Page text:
Thoughts from poet E. Ethelbert Miller, poet David Kirby, and humor writer, Jenny Lawson:

“I think the question I should answer is – why do I continue to write?

At the age of 63 I see myself wanting to write more. I look around and I see many of my friends preparing for retirement. I don’t want to retire from writing. There is so much pleasure one receives from language and the act of creating something that can be shared with a reader or listener. I always saw a poem as being a gift from one heart to another.

When I started writing I wanted my work to have some influence on changing social conditions. I wanted to write poetry that people could take into their lives and use; I still believe this. Martin Luther King, Jr. was a believer in the Beloved Community and the idea of a common language rooted in love is something I embrace.

We live in a world filled with hatred and too many wars. Genocide is a word that unfortunately has been translated into too many languages.

I write with the hope that I can bring beauty into the world. Many of my recent poems have been love poems and poems about intimacy

and the exploration of the erotic. It is difficult to love just one person.

It’s like trying to find the right word but constantly needing to do revision. Yet, as writers we do the heavy-lifting. If the Beloved Community does not exist then we must bring it into existence. This is why I write, this is why I live and what I live for.” – E. Ethelbert Miller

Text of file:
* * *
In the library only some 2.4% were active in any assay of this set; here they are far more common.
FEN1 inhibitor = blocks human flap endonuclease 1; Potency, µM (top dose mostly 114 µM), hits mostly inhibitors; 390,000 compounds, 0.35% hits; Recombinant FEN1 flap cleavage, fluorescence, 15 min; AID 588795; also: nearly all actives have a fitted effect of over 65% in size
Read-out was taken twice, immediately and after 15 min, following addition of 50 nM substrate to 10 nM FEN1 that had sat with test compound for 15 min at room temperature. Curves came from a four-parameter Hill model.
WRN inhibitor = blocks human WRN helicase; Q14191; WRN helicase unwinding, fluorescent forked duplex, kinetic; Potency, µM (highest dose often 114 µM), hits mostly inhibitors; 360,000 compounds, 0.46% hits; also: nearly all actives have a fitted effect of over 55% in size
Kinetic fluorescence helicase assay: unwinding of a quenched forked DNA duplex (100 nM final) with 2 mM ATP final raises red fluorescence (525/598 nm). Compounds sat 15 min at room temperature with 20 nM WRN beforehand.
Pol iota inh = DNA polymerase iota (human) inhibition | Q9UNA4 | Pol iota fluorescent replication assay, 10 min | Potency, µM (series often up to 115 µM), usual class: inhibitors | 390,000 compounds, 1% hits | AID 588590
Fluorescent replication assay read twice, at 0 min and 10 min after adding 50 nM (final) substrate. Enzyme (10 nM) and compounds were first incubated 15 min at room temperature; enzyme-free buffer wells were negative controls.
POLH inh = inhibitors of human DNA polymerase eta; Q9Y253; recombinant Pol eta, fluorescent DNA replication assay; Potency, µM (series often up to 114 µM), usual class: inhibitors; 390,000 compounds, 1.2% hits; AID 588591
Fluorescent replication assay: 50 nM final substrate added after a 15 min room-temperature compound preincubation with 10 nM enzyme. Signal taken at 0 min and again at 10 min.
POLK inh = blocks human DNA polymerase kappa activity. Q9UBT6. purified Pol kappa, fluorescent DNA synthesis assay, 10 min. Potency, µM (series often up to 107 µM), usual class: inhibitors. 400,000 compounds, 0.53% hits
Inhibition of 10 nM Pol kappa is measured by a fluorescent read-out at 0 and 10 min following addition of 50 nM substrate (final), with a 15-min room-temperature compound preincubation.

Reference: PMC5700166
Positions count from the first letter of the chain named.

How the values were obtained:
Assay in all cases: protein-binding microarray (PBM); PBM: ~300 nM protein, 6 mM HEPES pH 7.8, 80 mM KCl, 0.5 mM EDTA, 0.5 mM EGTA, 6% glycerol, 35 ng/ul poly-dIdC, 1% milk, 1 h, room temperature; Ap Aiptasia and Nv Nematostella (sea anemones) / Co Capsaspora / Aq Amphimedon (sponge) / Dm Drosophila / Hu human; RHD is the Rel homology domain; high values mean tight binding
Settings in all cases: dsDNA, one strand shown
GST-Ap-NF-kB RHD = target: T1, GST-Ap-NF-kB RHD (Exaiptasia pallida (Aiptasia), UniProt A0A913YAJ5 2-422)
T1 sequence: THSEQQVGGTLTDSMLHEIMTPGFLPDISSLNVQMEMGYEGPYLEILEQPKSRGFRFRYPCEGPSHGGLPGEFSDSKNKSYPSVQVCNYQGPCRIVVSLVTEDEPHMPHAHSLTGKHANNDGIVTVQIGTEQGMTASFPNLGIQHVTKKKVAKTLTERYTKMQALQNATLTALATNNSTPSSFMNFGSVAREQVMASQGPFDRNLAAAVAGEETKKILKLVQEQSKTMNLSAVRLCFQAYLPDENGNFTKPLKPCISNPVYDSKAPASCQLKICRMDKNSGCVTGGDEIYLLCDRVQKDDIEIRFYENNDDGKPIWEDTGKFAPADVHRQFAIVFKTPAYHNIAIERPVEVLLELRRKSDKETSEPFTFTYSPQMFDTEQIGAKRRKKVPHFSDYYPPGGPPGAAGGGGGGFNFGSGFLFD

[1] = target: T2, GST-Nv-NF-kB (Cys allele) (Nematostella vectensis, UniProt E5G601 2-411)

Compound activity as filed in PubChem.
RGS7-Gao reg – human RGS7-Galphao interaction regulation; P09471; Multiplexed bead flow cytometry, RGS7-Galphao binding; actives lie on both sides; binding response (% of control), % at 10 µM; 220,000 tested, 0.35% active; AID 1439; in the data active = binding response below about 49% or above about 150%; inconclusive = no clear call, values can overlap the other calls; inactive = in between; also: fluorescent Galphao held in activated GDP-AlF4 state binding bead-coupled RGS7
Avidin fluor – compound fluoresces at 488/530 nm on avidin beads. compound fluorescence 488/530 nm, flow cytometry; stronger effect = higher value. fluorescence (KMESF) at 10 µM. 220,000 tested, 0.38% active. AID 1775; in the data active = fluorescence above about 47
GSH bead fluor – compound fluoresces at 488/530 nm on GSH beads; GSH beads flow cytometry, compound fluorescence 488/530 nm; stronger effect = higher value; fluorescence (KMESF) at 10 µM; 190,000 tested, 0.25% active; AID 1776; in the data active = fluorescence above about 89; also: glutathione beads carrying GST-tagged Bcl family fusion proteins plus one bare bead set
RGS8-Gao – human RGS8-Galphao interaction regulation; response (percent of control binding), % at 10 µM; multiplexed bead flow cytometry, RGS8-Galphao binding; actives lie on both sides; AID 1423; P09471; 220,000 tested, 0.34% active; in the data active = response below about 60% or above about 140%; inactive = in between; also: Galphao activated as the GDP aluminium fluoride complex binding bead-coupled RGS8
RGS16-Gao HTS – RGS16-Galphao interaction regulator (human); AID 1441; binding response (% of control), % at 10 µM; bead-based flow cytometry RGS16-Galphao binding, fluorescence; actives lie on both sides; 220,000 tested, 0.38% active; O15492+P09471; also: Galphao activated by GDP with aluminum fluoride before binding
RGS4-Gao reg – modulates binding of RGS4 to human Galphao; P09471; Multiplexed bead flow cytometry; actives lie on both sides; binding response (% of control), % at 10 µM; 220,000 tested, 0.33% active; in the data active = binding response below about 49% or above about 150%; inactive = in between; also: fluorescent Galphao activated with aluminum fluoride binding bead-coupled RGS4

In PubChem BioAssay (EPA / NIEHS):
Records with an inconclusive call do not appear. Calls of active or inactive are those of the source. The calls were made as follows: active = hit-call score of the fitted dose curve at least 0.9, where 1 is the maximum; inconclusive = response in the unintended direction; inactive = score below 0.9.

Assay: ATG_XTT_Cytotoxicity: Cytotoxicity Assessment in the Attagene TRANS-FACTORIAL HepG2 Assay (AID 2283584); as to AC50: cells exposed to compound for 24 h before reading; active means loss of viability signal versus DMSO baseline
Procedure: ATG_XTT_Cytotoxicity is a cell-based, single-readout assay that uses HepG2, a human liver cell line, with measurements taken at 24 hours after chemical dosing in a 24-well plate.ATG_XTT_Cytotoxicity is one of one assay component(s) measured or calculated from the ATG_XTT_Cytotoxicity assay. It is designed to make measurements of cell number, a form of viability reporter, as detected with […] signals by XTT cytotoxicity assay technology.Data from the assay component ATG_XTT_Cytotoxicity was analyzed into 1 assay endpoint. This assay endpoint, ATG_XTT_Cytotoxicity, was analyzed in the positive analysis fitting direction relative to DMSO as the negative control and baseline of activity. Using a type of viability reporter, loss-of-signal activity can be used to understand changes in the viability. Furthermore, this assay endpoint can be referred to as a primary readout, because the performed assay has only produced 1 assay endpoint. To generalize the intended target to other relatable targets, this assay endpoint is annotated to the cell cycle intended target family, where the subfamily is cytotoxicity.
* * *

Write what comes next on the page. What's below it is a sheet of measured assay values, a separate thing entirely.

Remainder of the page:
“I don’t really use the word “inspiration” and don’t know any writers who do. I think of a poem as a little thinking machine; that may sound a little abstract, but the thoughts it helps me think are often pretty noisy and symphonic. For instance, recently I saw an Indian gentleman touch another’s feet. Why? It was obviously a sign of respect, but what does that gesture mean? Eventually I talked to some Indian friends and found out, but along the way, I speculated about the nature of love, sorrow, regret, and a dozen other things. So I look for little crunchy moments like that. I’m happy with the way things are going so far, so check with me in a few months, and I’ll let you know how the poem turns out.” – David Kirby

“I have serious anxiety disorder and writing gave me an outlet for communication before I found therapy and drugs.  Writing is my drug of choice. My favorite authors are Ray Bradbury, Neil Gaiman and Dorothy Parker but I think my own writing is actually most inspired by essayists and humorists.  David Sedaris, Nora Ephron, Jen Lancaster, David Thorne and Allie Brosh are all amazing.” – Jenny Lawson


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